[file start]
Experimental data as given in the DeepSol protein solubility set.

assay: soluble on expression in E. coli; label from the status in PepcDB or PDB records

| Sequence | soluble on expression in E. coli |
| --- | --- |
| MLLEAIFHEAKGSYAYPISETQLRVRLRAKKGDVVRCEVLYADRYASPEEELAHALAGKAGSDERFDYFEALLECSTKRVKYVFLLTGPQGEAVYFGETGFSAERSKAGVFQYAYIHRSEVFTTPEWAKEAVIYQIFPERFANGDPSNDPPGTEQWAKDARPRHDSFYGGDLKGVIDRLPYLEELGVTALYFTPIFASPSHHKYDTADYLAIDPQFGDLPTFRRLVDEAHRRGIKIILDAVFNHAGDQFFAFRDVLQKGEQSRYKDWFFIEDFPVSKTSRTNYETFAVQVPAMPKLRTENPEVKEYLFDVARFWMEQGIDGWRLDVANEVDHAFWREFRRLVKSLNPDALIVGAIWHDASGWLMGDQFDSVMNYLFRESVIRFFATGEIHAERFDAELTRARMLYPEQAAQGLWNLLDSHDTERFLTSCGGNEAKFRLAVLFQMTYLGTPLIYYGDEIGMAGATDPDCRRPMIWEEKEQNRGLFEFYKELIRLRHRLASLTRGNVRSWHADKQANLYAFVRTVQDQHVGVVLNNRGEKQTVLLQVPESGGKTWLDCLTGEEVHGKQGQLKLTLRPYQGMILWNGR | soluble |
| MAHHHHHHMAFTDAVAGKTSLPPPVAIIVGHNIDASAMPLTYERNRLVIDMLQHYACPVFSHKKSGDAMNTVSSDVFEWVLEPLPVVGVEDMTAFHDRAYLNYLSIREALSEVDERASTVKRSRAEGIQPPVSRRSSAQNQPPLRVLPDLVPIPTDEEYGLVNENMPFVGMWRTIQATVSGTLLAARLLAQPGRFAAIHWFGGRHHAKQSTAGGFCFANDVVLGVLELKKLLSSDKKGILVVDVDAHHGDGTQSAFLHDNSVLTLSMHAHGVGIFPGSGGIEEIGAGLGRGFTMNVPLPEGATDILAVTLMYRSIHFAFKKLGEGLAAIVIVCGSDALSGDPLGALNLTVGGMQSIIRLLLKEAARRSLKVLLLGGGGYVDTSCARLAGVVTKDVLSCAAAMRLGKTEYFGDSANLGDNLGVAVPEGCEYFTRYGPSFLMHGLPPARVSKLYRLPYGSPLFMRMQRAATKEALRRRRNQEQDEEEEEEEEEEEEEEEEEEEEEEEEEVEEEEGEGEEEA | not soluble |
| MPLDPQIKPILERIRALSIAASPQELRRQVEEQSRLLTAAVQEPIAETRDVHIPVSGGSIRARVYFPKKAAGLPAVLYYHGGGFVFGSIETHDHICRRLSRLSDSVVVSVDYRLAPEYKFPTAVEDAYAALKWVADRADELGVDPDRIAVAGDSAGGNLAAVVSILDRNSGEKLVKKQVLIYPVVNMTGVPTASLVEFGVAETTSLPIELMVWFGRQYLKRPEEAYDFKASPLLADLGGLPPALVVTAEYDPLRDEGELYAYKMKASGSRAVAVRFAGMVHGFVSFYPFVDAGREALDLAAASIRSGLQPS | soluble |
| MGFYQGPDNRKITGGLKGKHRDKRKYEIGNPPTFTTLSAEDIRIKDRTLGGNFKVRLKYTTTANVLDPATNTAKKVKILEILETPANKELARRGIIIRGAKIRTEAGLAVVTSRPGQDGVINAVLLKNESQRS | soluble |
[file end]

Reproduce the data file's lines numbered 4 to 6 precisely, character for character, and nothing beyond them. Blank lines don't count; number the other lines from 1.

| --- | --- |
| MLLEAIFHEAKGSYAYPISETQLRVRLRAKKGDVVRCEVLYADRYASPEEELAHALAGKAGSDERFDYFEALLECSTKRVKYVFLLTGPQGEAVYFGETGFSAERSKAGVFQYAYIHRSEVFTTPEWAKEAVIYQIFPERFANGDPSNDPPGTEQWAKDARPRHDSFYGGDLKGVIDRLPYLEELGVTALYFTPIFASPSHHKYDTADYLAIDPQFGDLPTFRRLVDEAHRRGIKIILDAVFNHAGDQFFAFRDVLQKGEQSRYKDWFFIEDFPVSKTSRTNYETFAVQVPAMPKLRTENPEVKEYLFDVARFWMEQGIDGWRLDVANEVDHAFWREFRRLVKSLNPDALIVGAIWHDASGWLMGDQFDSVMNYLFRESVIRFFATGEIHAERFDAELTRARMLYPEQAAQGLWNLLDSHDTERFLTSCGGNEAKFRLAVLFQMTYLGTPLIYYGDEIGMAGATDPDCRRPMIWEEKEQNRGLFEFYKELIRLRHRLASLTRGNVRSWHADKQANLYAFVRTVQDQHVGVVLNNRGEKQTVLLQVPESGGKTWLDCLTGEEVHGKQGQLKLTLRPYQGMILWNGR | soluble |
| MAHHHHHHMAFTDAVAGKTSLPPPVAIIVGHNIDASAMPLTYERNRLVIDMLQHYACPVFSHKKSGDAMNTVSSDVFEWVLEPLPVVGVEDMTAFHDRAYLNYLSIREALSEVDERASTVKRSRAEGIQPPVSRRSSAQNQPPLRVLPDLVPIPTDEEYGLVNENMPFVGMWRTIQATVSGTLLAARLLAQPGRFAAIHWFGGRHHAKQSTAGGFCFANDVVLGVLELKKLLSSDKKGILVVDVDAHHGDGTQSAFLHDNSVLTLSMHAHGVGIFPGSGGIEEIGAGLGRGFTMNVPLPEGATDILAVTLMYRSIHFAFKKLGEGLAAIVIVCGSDALSGDPLGALNLTVGGMQSIIRLLLKEAARRSLKVLLLGGGGYVDTSCARLAGVVTKDVLSCAAAMRLGKTEYFGDSANLGDNLGVAVPEGCEYFTRYGPSFLMHGLPPARVSKLYRLPYGSPLFMRMQRAATKEALRRRRNQEQDEEEEEEEEEEEEEEEEEEEEEEEEEVEEEEGEGEEEA | not soluble |